The Basics of Isometric Projection

The term “isometric” is one of the most misapplied words in the design industry. We tend to call every non-perspective 3-dimensional drawing “isometric.”

What is Isometric Projection?

Isometric projection is a method for visually representing three-dimensional objects in two dimensions in technical and engineering drawings. It is an axonometric projection in which the three coordinate axes appear equally foreshortened and the angle between any two of them is 120 degrees.

Isometric drawing, also called isometric projection, method of graphic representation of three-dimensional objects, used by engineers, technical illustrators, and, occasionally, architects.

The technique is intended to combine the illusion of depth, as in a perspective rendering, with the undistorted presentation of the object’s principal dimensions—that is, those parallel to a chosen set of three mutually perpendicular coordinate axes.

The isometric is one class of orthographic projections. In making an orthographic projection, any point in the object is mapped onto the drawing by dropping a perpendicular from that point to the plane of the drawing.

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An isometric projection results if the plane is oriented so that it makes equal angles (hence “isometric,” or “equal measure”) with the three principal planes of the object.

Thus, in an isometric drawing of a cube, the three visible faces appear as equilateral parallelograms; that is, while all of the parallel edges of the cube are projected as parallel lines, the horizontal edges are drawn at an angle (usually 30°) from the normal horizontal axes, and the vertical edges, which are parallel to the principal axes, appear in their true proportions.

Isometric Projection

Principle of Isometric Projections

It’s a pictorial orthographic projection of an object where a transparent cube containing the object is tilted before one of those solid diagonals of the cube becomes perpendicular to the vertical plane along with the three axes are equally inclined to this vertical plane.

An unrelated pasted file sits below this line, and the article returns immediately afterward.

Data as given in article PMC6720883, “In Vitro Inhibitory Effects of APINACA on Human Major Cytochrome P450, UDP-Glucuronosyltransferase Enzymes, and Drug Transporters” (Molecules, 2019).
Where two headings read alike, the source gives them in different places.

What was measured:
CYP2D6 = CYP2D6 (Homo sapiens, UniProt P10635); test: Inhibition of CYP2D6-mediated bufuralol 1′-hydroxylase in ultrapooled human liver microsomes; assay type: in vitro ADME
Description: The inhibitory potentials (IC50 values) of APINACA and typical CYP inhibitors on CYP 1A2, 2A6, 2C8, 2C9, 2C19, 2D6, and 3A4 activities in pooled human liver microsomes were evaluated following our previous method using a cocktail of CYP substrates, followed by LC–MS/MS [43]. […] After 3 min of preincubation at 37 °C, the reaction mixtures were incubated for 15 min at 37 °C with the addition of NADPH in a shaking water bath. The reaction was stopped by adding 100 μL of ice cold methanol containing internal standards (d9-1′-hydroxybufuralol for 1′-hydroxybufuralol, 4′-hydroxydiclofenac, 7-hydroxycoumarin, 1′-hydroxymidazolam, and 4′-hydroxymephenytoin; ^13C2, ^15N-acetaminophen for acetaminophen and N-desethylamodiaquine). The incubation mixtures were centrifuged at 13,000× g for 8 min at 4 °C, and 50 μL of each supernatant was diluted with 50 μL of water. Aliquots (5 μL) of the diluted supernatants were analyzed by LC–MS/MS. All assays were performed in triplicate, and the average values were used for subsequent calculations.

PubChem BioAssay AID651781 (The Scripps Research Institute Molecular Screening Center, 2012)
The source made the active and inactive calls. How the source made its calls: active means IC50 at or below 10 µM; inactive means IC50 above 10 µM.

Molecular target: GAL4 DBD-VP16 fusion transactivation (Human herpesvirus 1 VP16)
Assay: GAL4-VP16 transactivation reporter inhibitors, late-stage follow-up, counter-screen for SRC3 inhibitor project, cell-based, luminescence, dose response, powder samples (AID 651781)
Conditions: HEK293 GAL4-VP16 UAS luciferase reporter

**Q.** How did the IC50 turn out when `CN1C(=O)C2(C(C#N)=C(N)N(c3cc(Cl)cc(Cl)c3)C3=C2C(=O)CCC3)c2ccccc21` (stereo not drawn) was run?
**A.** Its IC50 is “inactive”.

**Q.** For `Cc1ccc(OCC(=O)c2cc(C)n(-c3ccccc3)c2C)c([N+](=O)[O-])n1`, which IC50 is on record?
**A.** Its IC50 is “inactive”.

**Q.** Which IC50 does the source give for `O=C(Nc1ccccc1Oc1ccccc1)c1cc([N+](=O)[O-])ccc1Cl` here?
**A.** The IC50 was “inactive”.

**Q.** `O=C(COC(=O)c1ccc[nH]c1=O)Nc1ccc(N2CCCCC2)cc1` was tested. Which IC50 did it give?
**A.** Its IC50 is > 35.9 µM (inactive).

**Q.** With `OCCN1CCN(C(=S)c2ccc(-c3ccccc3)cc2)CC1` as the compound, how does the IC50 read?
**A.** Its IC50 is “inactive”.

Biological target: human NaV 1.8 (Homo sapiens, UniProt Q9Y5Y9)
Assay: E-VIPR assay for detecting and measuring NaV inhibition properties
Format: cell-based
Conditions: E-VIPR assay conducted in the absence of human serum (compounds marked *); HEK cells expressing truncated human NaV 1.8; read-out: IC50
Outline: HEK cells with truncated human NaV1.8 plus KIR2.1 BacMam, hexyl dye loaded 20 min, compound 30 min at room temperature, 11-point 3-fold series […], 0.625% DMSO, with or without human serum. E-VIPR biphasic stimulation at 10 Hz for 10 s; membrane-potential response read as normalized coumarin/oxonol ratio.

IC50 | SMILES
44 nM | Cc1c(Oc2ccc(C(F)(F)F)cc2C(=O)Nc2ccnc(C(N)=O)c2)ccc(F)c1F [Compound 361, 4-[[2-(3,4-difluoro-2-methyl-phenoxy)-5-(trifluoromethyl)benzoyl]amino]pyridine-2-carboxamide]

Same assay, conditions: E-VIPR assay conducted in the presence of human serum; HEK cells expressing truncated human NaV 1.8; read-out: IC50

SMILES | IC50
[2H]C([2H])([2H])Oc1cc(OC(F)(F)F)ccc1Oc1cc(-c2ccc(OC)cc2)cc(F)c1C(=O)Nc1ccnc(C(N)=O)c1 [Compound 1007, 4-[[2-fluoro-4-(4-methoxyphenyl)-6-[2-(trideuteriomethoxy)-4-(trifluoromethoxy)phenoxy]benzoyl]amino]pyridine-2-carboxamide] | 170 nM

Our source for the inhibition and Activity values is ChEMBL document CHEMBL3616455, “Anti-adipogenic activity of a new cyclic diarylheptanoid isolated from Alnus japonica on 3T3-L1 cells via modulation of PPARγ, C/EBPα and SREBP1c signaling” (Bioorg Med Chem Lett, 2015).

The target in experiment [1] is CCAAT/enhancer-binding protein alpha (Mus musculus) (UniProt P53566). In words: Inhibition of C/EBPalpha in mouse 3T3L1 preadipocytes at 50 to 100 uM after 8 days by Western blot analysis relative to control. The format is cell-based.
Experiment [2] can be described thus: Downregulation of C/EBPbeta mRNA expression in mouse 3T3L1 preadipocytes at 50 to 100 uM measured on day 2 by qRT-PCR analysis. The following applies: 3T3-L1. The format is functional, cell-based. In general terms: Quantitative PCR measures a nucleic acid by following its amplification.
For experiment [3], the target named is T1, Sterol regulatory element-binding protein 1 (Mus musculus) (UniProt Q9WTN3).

Lines in Isometric Projection

The following are the relations between the lines in isometric projection:

  • The lines which are parallel to the object are parallel at the isometric projection.
  • Vertical lines on the object appear vertical at the isometric projection.
  • Horizontal lines on the item are drawn at an angle of 3 0° with the horizontal at the isometric projection.
  • A line parallel to an isometric axis is called an isometric line, and it’s fore-shortened to 82 percent.
  • A line that’s not parallel to any isometric axis is known as the non-isometric line, and the extent of the fore-shortening of non-isometric lines is different if their inclinations with the vertical planes are different.

Isometric & Non-Isometric Lines

In the figure, the three perpendicular edges of the cube OX, OY, & OZ are foreshortened equally and are at equal inclinations of 120º to each other and are known as isometric axes. The lines drawn parallel to the isometric axes are known as Isometric Line.

Isometric & Non-Isometric Lines

Any other line which is not parallel to any of the isometric axes is known as a Non-Isometric Line. The lines XY, YZ & ZX are called non-isometric lines.

Since these lines are not parallel to the isometric axes, they are not foreshortened in the same proportion as the isometric lines. Also, those horizontal edges of the object which are non-isometric must not be drawn at 30º. To draw the non-isometric lines, their ends should be located and then joined. The surface XYZ is an oblique surface in isometric.

Isometric Scale

Isometric projection is drawn using the Isometric scale, which converts true lengths into isometric lengths which are foreshortened. (“Edges of an object are foreshortened” means that “the edges are caused to appear as if shortened”.)


  • Dia.1 Draw a horizontal line AB.
  • From A draw a line AC at 45º to represent actual or true length and another line AD at 30º to AB to measure isometric length.
  • On AC mark the points 0,1,2, etc., to represent actual lengths.
  • From these points draw verticals to meet AD at 0′,1′,2′, etc. the length A1′ represents the isometric scale length of A1 and so on.
  • In Isometric projection, actual (true) length of an object is foreshortened i.e., in the isometric projection, all the edges of an object along the direction of the three isometric axes are foreshortened to 0.82 times their actual/true lengths.


  • Dia.2 draw a horizontal line AC = true length.
  • Mark the division points of true length on AC as 0,1,2 and 3.
  • At the point A, draw a line inclined at an angle of 15º to AC.
  • Also, at the point C draw a line at an angle of 45º to CA. Both meet at D.
  • Draw lines parallel to CD through the points 0,1,2 and 3 to meet AD at the points 0′,1′,2′ and 3′. The line AD gives the isometric lengths.